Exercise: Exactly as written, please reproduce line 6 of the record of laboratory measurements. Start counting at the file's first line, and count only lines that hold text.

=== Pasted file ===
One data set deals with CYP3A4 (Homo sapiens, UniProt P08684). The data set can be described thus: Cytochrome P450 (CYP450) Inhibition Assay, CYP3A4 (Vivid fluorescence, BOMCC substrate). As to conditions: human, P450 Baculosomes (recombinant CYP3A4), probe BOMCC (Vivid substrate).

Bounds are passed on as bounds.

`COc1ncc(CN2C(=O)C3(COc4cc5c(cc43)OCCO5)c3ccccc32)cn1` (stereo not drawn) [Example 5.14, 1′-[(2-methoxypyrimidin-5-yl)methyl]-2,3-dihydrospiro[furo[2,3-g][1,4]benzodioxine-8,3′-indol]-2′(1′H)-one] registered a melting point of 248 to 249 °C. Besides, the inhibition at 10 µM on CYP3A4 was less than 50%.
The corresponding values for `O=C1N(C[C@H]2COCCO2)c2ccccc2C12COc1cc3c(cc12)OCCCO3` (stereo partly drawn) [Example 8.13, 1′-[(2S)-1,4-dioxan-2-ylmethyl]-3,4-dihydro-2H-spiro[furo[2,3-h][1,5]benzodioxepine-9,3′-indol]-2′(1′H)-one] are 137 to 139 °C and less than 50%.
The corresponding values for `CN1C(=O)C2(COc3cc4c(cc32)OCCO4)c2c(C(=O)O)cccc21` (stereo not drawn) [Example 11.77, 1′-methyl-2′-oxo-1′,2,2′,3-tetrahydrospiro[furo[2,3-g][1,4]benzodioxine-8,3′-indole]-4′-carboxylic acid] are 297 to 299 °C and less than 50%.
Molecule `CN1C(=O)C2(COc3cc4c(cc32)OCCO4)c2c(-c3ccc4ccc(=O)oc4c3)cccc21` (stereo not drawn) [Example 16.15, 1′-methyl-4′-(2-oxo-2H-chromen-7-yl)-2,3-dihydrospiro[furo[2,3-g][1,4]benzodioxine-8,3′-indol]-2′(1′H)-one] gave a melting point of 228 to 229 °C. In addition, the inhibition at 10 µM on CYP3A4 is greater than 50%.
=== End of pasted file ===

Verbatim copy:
Molecule `CN1C(=O)C2(COc3cc4c(cc32)OCCO4)c2c(-c3ccc4ccc(=O)oc4c3)cccc21` (stereo not drawn) [Example 16.15, 1′-methyl-4′-(2-oxo-2H-chromen-7-yl)-2,3-dihydrospiro[furo[2,3-g][1,4]benzodioxine-8,3′-indol]-2′(1′H)-one] gave a melting point of 228 to 229 °C. In addition, the inhibition at 10 µM on CYP3A4 is greater than 50%.